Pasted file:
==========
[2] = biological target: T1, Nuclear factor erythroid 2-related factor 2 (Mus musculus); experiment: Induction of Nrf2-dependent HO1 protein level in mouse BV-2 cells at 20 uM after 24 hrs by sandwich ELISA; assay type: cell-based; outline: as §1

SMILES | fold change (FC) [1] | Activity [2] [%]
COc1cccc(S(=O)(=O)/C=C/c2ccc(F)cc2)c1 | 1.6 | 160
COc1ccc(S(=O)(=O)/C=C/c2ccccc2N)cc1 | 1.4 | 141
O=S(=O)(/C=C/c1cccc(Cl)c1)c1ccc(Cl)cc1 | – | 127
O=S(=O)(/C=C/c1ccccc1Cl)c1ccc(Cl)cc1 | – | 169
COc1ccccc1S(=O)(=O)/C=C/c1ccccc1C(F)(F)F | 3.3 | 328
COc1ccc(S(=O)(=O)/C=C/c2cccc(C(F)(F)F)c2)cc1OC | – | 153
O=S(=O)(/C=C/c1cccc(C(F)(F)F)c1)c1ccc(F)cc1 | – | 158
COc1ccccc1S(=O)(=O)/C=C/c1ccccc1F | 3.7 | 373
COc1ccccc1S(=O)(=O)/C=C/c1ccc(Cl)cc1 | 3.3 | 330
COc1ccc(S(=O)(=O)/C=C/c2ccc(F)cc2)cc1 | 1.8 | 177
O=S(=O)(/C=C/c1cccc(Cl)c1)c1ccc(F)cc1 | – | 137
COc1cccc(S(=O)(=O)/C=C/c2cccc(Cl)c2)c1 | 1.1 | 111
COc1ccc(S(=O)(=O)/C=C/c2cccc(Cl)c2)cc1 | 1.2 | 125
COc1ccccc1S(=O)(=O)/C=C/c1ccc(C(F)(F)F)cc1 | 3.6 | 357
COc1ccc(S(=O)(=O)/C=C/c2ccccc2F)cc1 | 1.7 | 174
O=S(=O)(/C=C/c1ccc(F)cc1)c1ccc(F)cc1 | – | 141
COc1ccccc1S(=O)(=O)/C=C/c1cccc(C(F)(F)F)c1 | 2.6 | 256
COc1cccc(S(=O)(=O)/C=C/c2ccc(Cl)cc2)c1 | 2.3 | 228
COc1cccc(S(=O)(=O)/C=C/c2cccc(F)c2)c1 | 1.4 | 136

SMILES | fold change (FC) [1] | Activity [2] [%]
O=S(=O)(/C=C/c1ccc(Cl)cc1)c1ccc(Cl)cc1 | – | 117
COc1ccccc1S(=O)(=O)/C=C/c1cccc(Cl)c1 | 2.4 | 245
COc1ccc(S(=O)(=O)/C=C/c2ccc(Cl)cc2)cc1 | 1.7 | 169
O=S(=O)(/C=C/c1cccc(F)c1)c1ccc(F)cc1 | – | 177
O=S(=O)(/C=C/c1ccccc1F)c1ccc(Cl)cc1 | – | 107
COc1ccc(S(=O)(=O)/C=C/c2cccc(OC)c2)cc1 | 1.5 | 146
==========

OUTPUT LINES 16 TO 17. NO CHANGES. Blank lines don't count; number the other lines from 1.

COc1ccccc1S(=O)(=O)/C=C/c1ccc(C(F)(F)F)cc1 | 3.6 | 357
COc1ccc(S(=O)(=O)/C=C/c2ccccc2F)cc1 | 1.7 | 174